This route bypassed Gyangtse and took us along the main road from Xigaze to Lhasa, the ancient capital of Tibet, via the winding Yarlung Zangbo river. We had a leisurely start as the riding was fairly straight forward and we arrived in Lhasa with time to explore a little and have a good meal.

DAY 8 – Rest day in Lhasa

There’s a lot to see and do in Lhasa, one of the highest cities in the world at 3650 metres. There’s the Potala Palace, which some say is the icon of Tibet, home to 14 Dalai Lamas over the years. It’s also good to take a trip down to Barkhor Street, spend time at the Dreprung monastery or sample some of the many restaurants whilst chilling out with a cool beer.

DAY 9 – Lhasa to Xigaze via Yamdrok Lake (360km)

Today was a day of jaw dropping scenery as we rode alongside and past Yamdrok Tso turquoise lake. We took on two more 5000 metre plus passes, Karo-La and Kamba-La, and rode over a huge glacier before arriving in Xigaze.

DAY 10 – Xigaze to New Tingri (237km)

Back on the saddle, we slowly gained altitude before an abrupt rise and slow stark descent down into New Tingri. We had an early night to get ready for the highlight of the adventure…

DAY 11 – New Tingri to Everest Base Camp (107km)

This was the day everyone was waiting for. We rode to one of the most famous places on the planet, tackling a high pass and endless switchbacks with more than 117 curves before riding up a wide and dry valley. We arrived in plenty of time to visit Everest Base Camp at an altitude of just over 17000 feet (5200 metres). We had to dismount, leave our motorcycles securely parked and travel the remaining few kilometres to visitors base camp by electric bus. This was due to environmental issues which is a step in the right direction for the long preservation of this stunning area. The highest mountain on this planet loomed majestically just over our shoulders as we spent the evening taking photographs and watching the sun go down over her peak. I can assure you that these moments stay etched in your memory forever.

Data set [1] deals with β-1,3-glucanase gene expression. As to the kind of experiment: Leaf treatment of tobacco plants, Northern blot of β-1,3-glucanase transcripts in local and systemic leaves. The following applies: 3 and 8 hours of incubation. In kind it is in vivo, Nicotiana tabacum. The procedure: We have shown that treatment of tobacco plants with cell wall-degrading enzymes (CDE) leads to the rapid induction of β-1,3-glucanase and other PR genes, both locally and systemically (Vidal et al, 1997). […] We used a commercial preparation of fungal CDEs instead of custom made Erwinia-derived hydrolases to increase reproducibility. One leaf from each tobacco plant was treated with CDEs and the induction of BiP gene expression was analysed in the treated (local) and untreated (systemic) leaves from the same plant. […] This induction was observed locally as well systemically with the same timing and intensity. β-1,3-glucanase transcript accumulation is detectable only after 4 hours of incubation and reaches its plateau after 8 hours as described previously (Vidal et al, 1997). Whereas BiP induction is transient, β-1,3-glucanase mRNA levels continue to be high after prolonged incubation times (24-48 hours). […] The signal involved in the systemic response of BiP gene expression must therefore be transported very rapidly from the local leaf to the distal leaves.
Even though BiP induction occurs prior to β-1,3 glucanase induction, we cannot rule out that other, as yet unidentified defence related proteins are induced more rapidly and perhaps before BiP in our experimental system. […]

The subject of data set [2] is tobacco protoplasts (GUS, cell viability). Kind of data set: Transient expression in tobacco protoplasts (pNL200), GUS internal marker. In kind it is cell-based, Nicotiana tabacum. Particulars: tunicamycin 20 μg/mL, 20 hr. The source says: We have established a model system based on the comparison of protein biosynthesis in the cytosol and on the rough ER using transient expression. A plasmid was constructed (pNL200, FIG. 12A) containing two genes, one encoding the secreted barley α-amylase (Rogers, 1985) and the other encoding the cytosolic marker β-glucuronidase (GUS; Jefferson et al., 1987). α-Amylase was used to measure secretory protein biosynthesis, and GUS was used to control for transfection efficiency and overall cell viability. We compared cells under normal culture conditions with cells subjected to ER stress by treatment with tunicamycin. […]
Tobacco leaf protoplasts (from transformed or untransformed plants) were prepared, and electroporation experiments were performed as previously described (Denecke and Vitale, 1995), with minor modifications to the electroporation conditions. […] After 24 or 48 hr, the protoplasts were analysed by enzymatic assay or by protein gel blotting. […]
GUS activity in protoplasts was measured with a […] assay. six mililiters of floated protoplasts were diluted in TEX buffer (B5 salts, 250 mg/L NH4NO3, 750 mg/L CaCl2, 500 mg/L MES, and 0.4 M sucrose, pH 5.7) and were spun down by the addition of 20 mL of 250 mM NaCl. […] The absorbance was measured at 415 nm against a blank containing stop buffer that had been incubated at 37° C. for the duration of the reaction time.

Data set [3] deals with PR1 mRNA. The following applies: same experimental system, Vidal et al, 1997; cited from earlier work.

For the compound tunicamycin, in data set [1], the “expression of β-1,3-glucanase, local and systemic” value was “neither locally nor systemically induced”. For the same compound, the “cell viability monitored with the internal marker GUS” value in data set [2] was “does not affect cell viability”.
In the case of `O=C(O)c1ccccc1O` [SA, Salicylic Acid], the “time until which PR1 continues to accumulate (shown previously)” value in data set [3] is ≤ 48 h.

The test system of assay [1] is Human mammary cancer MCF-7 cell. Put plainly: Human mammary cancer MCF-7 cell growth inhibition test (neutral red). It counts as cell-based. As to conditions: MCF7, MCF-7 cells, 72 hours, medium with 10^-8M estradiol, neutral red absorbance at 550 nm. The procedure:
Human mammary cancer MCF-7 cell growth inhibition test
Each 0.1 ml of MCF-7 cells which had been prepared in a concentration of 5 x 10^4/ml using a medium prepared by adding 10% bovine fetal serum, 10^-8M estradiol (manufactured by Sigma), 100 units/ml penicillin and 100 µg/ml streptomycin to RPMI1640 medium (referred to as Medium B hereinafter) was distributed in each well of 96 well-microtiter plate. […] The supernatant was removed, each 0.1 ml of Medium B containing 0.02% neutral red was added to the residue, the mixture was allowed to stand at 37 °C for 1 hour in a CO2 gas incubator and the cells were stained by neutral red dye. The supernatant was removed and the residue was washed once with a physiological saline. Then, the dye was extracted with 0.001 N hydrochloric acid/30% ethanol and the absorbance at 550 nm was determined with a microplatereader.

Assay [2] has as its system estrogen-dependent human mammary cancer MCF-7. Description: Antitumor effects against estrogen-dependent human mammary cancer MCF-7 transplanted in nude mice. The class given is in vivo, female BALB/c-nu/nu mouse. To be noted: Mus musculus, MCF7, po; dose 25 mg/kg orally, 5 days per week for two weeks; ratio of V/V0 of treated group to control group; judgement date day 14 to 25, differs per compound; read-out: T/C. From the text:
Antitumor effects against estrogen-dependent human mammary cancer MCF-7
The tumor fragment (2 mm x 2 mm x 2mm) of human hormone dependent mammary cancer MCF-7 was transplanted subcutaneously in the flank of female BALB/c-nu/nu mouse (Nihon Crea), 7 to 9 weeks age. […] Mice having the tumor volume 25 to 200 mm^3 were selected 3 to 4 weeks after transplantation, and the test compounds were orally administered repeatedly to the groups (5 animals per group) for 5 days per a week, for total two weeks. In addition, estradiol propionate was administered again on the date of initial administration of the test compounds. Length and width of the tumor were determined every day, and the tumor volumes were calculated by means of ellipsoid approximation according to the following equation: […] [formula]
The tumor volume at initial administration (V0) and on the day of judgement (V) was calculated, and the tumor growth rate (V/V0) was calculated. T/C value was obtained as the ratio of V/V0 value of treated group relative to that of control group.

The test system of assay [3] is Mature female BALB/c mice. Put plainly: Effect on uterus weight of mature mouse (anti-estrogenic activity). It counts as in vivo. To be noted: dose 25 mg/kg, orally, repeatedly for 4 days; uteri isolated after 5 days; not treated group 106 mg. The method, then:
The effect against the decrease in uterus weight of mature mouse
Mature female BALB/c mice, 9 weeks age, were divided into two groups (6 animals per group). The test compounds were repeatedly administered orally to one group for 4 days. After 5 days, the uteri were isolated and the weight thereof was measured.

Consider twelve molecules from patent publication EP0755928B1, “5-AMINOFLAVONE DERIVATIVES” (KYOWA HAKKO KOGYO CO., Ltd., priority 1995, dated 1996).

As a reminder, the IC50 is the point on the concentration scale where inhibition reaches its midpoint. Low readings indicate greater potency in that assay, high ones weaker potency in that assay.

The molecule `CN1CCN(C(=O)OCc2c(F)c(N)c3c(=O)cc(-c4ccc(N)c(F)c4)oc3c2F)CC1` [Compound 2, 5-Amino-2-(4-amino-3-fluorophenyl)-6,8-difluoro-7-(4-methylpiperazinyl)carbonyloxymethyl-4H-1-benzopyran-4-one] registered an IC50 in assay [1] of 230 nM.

DAY 12 – Everest Base Camp to Gyirong (405km)

We woke up early for a final view of Base Camp and to watch the stunning sunrise over Mount Everest before heading back down towards the highway. Leaving the high altitude desert behind, we rode back down to our final night’s stay in Tibet at Gyirong.

DAY 13 – Gyirong to Kathmandu (164km)

We rode out of Tibet and back to the warmth and hospitality of Nepal. An early border crossing gave us plenty of time for the journey back into the hectic city traffic of Kathmandu. We had our farewell celebration with a few drinks, maybe more, and reflected on the amazing motorcycle trip we completed.

DAY 14 – Depart Kathmandu

We came. We saw. We rode to Everest.

The Girls on Top adventure has been featured in an article by MCN. Check it out here.



So you’re considering taking on a real adventure? I remember the feeling. In 2006, I was sat right where you are now… wondering if it was for me.

Join our mailing list – The Knight Club – and I’ll send my no-BS thoughts on why you should (or shouldn’t) take it on. No sales. No special offers. These rides aren’t for everyone, but if you’re the right kind of person, it can remind you what it means to be alive.

All the best, Alex.